Public Relations & Social Media Insight
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Public Relations & Social Media Insight
Social media, PR insight & thought leadership - from The PR Coach
Curated by Jeff Domansky
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Skittles Responds Tersely to Donald Trump Jr.'s Tweet Likening Refugees to Candy

Skittles Responds Tersely to Donald Trump Jr.'s Tweet Likening Refugees to Candy | Public Relations & Social Media Insight | Scoop.it

Skittles has responded with uncharacteristic yet appropriate seriousness after being dragged into the presidential race by Donald Trump Jr., son of the Republican nominee, who posted a controversial tweet on Monday with an analogy about Skittles and refugees.

 

Here is Donald Trump Jr.'s tweet...

 

Within hours, Denise Young, vp of corporate affairs at Skittles parent Wrigley Americas, responded with a tersely word statement.

 

"Skittles are candy. Refugees are people," she said. "We don't feel it's an appropriate analogy. We will respectfully refrain from further commentary as anything we say could be misinterpreted as marketing."...

Jeff Domansky's insight:

Well. handled by Skittles and PR fail by Jr.

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Ryan Lochte Inks Endorsement Deal With Pine Bros. Throat Drops

Ryan Lochte Inks Endorsement Deal With Pine Bros. Throat Drops | Public Relations & Social Media Insight | Scoop.it

Olympian Ryan Lochte, who was dropped this week by major sponsors including Speedo and Ralph Lauren, has found a brand willing to take him on. Pine Bros. Softish Throat Drops signed an endorsement deal today with Lochte, who will appear in commercial and print ads for the brand.


The swimmer thanked the company in a tweet today.


Lochte embellished the story of what he claimed was a robbery at gunpoint with fellow swimmers at a gas station in Rio de Janeiro during the Olympics earlier this month, lying about it to NBC's Billy Bush and Matt Lauer (and inspiring some shade from the likes of Al Roker, Stephen Colbert and John Oliver, who all called him out for his behavior). Lochte apologized to Lauer in an interview that aired on the Today Show on Monday, saying that he "over-exaggerated" the events of that night.


Lochte's ads for Pine Bros. will feature the tagline, "Pine Brothers Softish Throat Drops: Forgiving On Your Throat," just as the company—and Lochte, himself —is asking the public to forgive him. ...

Jeff Domansky's insight:

Disgraced Olympian Ryan Lochte, who was dropped this week by major sponsors including Speedo and Ralph Lauren, has found a brand willing to take him on. Pine Bros.

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Why Trump's spokeswoman wore a necklace made of bullets on TV

Why Trump's spokeswoman wore a necklace made of bullets on TV | Public Relations & Social Media Insight | Scoop.it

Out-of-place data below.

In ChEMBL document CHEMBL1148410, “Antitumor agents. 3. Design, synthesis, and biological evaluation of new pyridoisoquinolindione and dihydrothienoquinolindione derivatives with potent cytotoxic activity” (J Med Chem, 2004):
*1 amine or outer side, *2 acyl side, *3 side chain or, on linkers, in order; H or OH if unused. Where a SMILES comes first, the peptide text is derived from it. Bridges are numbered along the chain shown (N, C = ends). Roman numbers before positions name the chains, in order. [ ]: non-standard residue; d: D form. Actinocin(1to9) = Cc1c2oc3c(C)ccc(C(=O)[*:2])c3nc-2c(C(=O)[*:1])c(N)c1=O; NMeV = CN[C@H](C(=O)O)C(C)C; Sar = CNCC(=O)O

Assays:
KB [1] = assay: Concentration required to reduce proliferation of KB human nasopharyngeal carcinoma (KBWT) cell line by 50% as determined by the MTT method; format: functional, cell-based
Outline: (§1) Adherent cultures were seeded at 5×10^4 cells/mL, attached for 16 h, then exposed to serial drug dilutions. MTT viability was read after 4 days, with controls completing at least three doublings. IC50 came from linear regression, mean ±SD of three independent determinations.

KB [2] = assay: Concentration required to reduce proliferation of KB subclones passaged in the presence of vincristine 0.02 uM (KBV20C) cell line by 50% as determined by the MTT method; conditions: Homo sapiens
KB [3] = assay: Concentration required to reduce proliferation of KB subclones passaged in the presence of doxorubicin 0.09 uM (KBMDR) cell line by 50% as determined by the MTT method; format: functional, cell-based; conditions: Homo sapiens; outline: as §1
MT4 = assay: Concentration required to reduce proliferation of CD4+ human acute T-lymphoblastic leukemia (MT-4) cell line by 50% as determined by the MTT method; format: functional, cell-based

Donald Trump's national spokeswoman Katrina Pierson explains why she wore a necklace made of bullets on live television.
Jeff Domansky's insight:

In the light of all of the gun violence in the US, this clip is a sad reflection of insensitivity, disregard for victims of violence, self-centeredness and shallow thinking by Trump's spokesperson. Typical.

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Amazon’s ‘cereal killer’ tweet provokes backlash after Sunday’s mass shooting

Amazon’s ‘cereal killer’ tweet provokes backlash after Sunday’s mass shooting | Public Relations & Social Media Insight | Scoop.it

Amazon.com Inc. is facing digital backlash following a tweet that was posted just hours after 49 people were killed and more than 50 others injured inside Pulse, a gay nightclub in Orlando, Fla.


Amazon, No. 1 in the Internet Retailer 2016 Top 500 Guide, posted a tweet of a ceramic bowl with the words “cereal killer” and a red splatter pattern that resembles  bloodstains on it, along with “#Guilty” and a link where shoppers could buy the product. The tweet, time-stamped at 10 a.m. Central on Sunday, was posted as U.S. consumers were learning about the mass shooting in Orlando and as details about the attack and the victims were trickling out.


The tweet remained online for about an hour before it became unavailable, and that was plenty of time to draw reaction from Twitter users who called the tweet “offensive” and “insensitive” and said it was poorly timed.


The bowl, made by Ohio-based crafts manufacturer Dab-A-Do’s Ceramics, is no longer for sale on Amazon’s site, though it’s unclear as to whether Amazon or Dab-A-Do’s pulled the product. Dab-A-Do’s still had the bowl on its website for $25....

Jeff Domansky's insight:

Analysts say retailers need to pay attention to current events at all times to make sure their content doesn't come off as insensitive. Careful with your auto tweets.

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Tribune Publishing, now ‘tronc,’ issues worst press release in the history of journalism

Tribune Publishing, now ‘tronc,’ issues worst press release in the history of journalism | Public Relations & Social Media Insight | Scoop.it

It has been a tense spring in the realm of big-time newspaper consolidation. Back in April, Gannett, owner of more than 100 newspapers across the country, including the flagship USA Today, made a roughly $400 million takeover bid for the Tribune Publishing, owner of the Chicago Tribune, Los Angeles Times, Baltimore Sun and several other titles.